Rawlings, Marjorie Kinnan

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Rawlings, Marjorie Kinnan,

1896–1953, American author, b. Washington, D.C., grad. Univ. of Wisconsin, 1918. She was a journalist until 1928, when she moved to the Florida backwoods, where most of her novels are set. Cross Creek (1942) is a humorous autobiographical account of her life there. The Yearling (1938; Pulitzer Prize), is the story of a boy and his pet deer. Her other novels include South Moon Under (1933), Golden Apples (1935), and The Sojourner (1953).

Bibliography

See her correspondence with Maxwell Perkins (2000).

References in periodicals archive ?
Only a few miles southeast of the university-metropolis Gainesville, within commuting distance, Cross Creek was the home of one of the best-known writers of the other Florida, Marjorie Kinnan Rawlings.
"Then The Yearling by Marjorie Kinnan Rawlings, because it's a heartbreaking story set in the wilderness of the Everglades of Florida - and just riveting.
Indeed, Cross Creek by Marjorie Kinnan Rawlings, initially published by Scribner's in 1942, is one indication of how little significance the "A" can have.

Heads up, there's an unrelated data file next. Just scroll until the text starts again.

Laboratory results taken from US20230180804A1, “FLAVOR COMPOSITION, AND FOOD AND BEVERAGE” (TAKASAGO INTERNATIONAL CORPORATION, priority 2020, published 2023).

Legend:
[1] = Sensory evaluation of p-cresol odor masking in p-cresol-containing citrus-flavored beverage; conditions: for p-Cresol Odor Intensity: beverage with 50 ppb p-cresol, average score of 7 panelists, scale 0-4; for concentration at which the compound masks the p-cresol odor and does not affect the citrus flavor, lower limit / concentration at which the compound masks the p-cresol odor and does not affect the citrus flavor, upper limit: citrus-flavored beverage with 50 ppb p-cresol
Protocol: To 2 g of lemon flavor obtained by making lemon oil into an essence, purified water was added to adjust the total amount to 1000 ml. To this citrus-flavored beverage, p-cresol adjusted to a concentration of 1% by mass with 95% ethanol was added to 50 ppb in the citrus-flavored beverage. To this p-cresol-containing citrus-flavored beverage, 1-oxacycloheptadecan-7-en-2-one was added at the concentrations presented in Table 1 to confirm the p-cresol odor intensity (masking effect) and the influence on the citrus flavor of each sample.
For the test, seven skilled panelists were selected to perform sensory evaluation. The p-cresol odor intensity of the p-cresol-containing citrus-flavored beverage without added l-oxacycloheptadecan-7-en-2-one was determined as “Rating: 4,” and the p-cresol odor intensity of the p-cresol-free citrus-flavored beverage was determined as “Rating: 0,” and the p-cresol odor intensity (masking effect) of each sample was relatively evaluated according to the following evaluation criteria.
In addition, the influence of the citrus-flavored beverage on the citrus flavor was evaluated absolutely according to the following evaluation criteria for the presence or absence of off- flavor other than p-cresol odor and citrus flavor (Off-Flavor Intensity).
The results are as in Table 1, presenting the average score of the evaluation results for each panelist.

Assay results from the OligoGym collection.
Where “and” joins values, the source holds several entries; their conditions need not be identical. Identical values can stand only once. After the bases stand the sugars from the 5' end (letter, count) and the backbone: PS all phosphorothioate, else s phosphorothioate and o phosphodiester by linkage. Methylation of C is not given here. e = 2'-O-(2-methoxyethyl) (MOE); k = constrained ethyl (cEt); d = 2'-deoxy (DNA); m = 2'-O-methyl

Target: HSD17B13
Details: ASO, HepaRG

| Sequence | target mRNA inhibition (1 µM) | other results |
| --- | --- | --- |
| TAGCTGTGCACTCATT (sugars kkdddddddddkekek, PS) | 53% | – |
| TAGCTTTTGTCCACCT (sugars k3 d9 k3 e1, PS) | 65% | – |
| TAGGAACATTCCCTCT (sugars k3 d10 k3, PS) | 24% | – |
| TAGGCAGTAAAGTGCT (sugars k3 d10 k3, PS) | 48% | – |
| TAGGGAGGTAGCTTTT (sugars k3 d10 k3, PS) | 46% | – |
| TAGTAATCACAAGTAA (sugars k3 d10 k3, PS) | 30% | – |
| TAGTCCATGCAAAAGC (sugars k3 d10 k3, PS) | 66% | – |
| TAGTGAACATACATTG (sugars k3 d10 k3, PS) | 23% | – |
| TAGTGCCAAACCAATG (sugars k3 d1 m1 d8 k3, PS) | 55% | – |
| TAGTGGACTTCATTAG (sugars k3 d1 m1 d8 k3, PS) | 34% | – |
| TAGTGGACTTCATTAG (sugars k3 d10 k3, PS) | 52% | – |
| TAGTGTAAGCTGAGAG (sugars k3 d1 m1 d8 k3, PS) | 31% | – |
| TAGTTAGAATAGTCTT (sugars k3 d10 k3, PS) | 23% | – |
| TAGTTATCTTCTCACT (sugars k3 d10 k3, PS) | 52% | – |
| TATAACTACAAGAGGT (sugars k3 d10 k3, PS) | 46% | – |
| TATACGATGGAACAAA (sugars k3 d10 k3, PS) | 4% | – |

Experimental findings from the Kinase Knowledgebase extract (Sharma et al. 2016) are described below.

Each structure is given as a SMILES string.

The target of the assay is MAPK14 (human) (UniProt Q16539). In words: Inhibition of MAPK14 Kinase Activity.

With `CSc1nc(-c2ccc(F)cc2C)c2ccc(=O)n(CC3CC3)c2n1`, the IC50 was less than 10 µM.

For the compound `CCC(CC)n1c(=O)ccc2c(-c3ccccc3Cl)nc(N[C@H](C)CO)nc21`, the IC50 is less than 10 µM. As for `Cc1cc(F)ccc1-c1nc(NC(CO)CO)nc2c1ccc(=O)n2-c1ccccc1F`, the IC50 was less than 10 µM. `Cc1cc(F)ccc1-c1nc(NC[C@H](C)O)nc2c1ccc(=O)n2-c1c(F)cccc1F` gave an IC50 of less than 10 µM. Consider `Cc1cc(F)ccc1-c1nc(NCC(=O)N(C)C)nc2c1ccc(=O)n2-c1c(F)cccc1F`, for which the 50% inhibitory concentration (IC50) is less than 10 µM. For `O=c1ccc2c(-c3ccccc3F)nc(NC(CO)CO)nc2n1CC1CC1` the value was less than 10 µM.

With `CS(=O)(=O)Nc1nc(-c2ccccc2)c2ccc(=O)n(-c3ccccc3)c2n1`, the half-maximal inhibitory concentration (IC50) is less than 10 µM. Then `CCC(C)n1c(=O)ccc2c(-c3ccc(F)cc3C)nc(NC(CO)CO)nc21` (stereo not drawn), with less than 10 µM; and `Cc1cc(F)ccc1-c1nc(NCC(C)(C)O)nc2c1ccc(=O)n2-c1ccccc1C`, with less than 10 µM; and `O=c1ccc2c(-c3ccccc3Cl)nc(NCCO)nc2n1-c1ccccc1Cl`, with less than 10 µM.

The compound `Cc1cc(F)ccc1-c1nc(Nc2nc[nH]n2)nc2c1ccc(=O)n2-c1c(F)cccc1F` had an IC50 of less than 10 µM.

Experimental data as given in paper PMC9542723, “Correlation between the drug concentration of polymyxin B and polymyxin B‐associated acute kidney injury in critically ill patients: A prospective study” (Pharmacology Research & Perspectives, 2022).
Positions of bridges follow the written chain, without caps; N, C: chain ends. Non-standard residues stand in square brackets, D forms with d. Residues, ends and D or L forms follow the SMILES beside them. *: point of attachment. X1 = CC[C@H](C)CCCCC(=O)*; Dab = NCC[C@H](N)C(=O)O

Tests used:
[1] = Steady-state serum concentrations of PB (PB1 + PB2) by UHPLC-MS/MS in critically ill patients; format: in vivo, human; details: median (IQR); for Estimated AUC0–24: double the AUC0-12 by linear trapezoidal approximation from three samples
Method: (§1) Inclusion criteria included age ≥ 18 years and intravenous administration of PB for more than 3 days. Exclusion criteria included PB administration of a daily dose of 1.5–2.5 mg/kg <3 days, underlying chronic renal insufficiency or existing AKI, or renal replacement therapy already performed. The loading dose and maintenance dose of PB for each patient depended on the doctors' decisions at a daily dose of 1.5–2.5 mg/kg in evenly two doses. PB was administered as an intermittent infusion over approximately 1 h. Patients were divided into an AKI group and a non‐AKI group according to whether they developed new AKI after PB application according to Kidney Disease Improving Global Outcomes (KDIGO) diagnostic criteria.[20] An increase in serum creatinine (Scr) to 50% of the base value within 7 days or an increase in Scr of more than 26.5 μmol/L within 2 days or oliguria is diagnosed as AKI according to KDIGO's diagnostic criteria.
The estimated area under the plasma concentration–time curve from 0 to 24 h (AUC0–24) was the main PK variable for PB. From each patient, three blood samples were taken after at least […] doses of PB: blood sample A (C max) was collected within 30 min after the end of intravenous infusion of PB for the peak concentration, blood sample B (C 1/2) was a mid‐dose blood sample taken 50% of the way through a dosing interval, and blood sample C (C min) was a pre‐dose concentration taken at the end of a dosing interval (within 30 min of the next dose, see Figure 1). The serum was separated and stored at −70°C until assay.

Rawlings, Marjorie Kinnan with Dillion, Leo and Diane
Perloo--that's what Marjorie Kinnan Rawlings called it in her book, Cross Creek Cookery.
In "Max and Marjorie: An Editorial Love Story," too, Gottlieb is in finest form, mapping the epistolary friendship between lionized Scribner editor Maxwell Perkins and Marjorie Kinnan Rawlings, author of The Yearling.
Especially of interest for many will be Sharpless' depiction of the complex relationship between author Marjorie Kinnan Rawlings and her long-time cook, Idella Parker.
Johns offers plentiful wildlife and nature in a setting that could have been lifted from Marjorie Kinnan Rawlings' Cross Creek writings.
Another notable hiking trail is The Yearling Trail, a historic stretch of land that inspired Marjorie Kinnan Rawlings' Pulitzer Prize-winning book, The Yearling.
Other authors discussed include Zora Neale Hurston, Marjorie Kinnan Rawlings, Ellen Glasgow, Helen Keller, and Lillian Smith.
Crossing the Creek: The Literary Friendship of Zora Neale Hurston and Marjorie Kinnan Rawlings
In the later chapters, Prenshaw deftly examines the personal stories of accomplished fiction writers (Ellen Glasgow, Marjorie Kinnan Rawlings, Zora Neale Hurston, Bernice Kelly Harris, Eudora Welty, Elizabeth Spencer, and Ellen Douglas), whose life writings demonstrate the literary sophistication, narrative facility, and keen observations of successful novelists.